9

A New Favourite: Three Sisters, Three Queens

A few years ago, I got really excited because one of Philippa Gregory’s new books was billed as her first sister story since The Other Boleyn Girl.

As you may recall, I loved The Other Bolyen Girl – it was my Philippa Gregory gateway drug. But The Kingmaker’s Daughter, although technically about the Neville sisters, was mostly about men making decisions around women.

In short, I didn’t like it.

I’ve tempered my expectations when it comes to Gregory of late. Most of the time, I take her books out from the library.

But, I think she might be hot again. Because The King’s Curse, The Taming of the Queen and now, Three Sisters, Three Queens were all amazing.

I didn’t post about The Taming of the Queen when I read it but know that Gregory’s depiction of Henry VIII’s clever final wife is excellent. Henry VIII as a stinking, cranky, brute of a man is vividly brought to life as poor Katherine Parr is forced into marriage with him and just wants to survive. I loved it – although finishing the book was bittersweet as you leave Katherine momentarily happy but if you are a student of history, you know she’s headed for a sad ending all the same.

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Three Sisters, Three Queens is mainly about Margaret Tudor, but Gregory weaves Katherine of Aragon and Mary Tudor (the Dowager Queen of France, not Mary I) into the story as well. This is incredibly effective for a couple of reasons: Katherine’s story has already been told and Mary’s wasn’t that interesting and this allows Gregory to play with the sister dynamics that are so fascinating given their statures and the times they lived in.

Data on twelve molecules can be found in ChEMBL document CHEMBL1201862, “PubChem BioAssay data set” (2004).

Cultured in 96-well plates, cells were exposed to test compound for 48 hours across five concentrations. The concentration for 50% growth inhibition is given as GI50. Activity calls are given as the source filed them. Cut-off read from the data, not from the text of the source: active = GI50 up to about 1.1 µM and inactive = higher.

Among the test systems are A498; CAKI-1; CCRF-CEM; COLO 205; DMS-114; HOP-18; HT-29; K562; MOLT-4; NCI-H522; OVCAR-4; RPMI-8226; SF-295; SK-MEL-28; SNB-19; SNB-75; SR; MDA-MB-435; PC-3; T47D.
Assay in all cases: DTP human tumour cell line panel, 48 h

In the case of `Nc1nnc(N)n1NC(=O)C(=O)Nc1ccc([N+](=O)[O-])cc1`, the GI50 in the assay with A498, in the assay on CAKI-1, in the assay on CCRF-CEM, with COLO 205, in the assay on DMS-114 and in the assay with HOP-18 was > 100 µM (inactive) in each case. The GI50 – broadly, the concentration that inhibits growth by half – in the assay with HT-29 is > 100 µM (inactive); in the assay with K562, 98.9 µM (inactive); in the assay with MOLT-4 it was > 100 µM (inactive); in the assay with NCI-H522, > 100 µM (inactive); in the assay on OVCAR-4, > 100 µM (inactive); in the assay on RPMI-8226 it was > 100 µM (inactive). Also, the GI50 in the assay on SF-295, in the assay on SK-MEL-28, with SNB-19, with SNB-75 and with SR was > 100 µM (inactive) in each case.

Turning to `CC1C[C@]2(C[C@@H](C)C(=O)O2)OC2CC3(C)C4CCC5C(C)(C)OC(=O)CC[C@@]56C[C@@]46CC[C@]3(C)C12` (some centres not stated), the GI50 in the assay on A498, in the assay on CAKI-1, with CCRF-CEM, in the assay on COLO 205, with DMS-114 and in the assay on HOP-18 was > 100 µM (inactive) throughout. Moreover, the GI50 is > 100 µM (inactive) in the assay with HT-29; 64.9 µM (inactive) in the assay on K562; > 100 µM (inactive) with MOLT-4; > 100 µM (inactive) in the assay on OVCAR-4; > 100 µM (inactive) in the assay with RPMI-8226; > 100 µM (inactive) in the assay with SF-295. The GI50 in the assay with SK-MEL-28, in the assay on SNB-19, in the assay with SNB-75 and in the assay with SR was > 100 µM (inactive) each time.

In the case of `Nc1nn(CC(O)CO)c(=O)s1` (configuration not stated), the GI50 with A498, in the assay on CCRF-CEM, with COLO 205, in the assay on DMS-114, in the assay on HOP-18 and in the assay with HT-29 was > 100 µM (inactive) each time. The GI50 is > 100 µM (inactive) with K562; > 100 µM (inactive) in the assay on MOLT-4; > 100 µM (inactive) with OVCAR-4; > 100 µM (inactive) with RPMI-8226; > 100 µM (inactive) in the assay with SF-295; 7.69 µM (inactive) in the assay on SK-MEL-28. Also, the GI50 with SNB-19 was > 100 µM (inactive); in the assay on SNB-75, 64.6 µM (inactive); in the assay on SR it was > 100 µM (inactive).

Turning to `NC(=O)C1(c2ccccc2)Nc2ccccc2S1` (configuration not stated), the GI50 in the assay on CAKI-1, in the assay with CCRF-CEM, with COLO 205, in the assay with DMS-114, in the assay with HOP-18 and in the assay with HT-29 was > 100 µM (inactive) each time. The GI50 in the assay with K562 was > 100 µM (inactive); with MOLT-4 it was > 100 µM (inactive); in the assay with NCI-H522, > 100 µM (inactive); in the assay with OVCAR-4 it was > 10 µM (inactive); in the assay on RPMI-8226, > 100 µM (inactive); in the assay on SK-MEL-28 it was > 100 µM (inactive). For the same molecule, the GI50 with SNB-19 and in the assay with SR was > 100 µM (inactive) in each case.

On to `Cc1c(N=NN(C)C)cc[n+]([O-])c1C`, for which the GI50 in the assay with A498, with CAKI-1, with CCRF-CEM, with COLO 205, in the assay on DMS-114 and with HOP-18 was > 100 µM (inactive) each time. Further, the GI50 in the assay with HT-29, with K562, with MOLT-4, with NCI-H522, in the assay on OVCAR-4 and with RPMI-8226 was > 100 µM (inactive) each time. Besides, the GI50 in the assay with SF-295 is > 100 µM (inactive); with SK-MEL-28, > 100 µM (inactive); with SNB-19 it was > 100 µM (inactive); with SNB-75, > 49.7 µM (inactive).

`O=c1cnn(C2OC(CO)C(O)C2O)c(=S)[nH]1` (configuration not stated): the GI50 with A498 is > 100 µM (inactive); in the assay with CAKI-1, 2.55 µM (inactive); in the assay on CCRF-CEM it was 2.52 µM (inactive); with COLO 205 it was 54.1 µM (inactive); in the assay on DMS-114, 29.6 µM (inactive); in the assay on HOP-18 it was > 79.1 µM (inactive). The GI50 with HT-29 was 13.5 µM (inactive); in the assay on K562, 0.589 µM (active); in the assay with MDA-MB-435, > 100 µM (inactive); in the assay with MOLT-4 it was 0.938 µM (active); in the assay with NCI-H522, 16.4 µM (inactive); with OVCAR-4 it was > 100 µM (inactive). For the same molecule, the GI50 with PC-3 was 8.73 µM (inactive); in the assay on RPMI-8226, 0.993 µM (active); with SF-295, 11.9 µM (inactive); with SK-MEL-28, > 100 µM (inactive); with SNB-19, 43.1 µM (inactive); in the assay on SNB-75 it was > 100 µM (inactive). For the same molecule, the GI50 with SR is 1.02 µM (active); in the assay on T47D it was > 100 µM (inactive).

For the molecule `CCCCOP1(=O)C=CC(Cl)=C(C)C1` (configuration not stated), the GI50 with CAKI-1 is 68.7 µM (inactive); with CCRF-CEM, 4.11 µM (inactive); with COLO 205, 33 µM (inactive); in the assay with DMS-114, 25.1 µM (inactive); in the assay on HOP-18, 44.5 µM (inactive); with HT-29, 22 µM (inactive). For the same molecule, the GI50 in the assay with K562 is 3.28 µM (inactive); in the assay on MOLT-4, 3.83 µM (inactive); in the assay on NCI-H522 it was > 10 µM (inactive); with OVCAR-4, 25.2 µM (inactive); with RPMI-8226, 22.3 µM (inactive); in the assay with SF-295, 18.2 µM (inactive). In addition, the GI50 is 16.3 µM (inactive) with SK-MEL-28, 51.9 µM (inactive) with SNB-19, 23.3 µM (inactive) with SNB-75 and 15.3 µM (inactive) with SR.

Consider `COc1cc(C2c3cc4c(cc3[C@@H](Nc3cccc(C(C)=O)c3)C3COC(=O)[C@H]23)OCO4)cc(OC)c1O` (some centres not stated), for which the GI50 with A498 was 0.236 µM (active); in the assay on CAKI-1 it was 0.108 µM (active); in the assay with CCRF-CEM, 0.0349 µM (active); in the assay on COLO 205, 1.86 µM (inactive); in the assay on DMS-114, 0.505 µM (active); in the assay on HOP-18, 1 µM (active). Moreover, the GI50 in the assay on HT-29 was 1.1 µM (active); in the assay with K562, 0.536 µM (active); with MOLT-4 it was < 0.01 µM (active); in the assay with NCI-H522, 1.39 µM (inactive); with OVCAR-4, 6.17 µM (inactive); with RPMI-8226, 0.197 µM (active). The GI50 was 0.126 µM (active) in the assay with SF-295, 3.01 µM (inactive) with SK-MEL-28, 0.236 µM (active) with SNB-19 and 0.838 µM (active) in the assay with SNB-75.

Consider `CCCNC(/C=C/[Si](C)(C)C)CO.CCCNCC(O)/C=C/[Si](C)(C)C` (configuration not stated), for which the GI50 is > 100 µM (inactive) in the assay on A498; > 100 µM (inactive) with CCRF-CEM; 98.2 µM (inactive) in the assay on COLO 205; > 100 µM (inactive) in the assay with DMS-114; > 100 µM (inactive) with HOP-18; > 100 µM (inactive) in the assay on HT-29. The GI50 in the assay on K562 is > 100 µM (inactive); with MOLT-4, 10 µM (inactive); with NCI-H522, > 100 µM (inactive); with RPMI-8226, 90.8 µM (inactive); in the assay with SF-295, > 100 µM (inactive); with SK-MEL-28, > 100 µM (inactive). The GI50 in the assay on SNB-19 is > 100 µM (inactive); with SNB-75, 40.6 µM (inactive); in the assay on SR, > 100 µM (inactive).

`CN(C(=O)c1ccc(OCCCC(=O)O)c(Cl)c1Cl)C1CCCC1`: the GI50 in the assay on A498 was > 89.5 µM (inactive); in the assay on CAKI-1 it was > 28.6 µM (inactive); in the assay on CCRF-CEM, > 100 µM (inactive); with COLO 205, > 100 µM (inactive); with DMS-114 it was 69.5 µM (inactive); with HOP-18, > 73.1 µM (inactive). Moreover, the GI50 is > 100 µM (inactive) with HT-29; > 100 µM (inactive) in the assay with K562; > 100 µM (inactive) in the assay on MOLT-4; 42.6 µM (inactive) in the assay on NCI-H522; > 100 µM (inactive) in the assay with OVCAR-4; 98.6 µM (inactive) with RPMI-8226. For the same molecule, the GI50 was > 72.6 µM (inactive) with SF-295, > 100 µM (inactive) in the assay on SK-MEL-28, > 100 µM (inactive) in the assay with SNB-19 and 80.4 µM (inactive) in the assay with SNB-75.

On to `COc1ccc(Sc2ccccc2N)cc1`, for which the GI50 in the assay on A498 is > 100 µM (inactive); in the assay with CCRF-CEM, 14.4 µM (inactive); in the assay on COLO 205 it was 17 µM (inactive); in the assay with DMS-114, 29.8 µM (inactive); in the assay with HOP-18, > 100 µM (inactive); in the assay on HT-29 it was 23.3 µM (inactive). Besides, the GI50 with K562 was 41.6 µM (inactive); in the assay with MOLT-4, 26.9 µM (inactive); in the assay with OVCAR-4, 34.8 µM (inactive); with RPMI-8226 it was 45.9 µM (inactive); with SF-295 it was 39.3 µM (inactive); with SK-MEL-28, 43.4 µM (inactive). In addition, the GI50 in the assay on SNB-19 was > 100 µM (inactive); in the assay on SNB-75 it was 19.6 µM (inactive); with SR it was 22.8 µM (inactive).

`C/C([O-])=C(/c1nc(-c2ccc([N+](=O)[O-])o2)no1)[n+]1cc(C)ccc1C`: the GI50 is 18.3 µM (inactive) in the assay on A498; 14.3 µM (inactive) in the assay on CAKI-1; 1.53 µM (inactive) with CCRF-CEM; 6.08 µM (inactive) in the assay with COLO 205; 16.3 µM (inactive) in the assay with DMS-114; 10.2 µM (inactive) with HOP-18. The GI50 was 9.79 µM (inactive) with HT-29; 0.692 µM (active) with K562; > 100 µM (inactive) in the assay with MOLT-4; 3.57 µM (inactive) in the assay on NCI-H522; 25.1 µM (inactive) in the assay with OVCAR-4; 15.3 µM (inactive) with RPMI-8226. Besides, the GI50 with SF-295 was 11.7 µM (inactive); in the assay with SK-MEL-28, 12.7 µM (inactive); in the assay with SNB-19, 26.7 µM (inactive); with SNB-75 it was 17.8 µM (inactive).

I had no idea about Margaret Tudor but now I love her. She was married off to the King of Scotland, James IV when she was barley 14. She was sent to live in Scotland, among a completely foreign court, forced to accept her husband’s many illegitimate children. When her husband was killed (on the orders of her sister-in-law, Katherine of Aragon who was acting as regent for Henry VIII), she became regent for their son, James V.

But then she went and married this guy, Archibald (Earl of Angus) and the rest of the Scots were like “right, you forfeited the regency by marrying him so we’re in charge now.” She spent the next 10 years fighting for her right to be regent, fleeing anytime it looked like she was in danger. Her marriage, to a younger man who she had married for love, complicated her ambition as his family was knownto be in the employ of the English, working for personal gain, against Scotland.

Throughout the novel, Margaret and her sisters write each other letters, admonishing each other over matters of state, faith and family, the loss of children, troubles in their marriages, the changing borders. Their sisterhood is complicated by their status as queens, as each fights for her kingdom, her children and her happiness.

When I posted about this book on instagram, I said that it elevated the historical fiction genre. I stand by that. Gregory has written a fast-paced interesting book about women that history pits against each other. Viewed through Gregory’s lens, you see that these women were as much a product of their times as the men they were married to.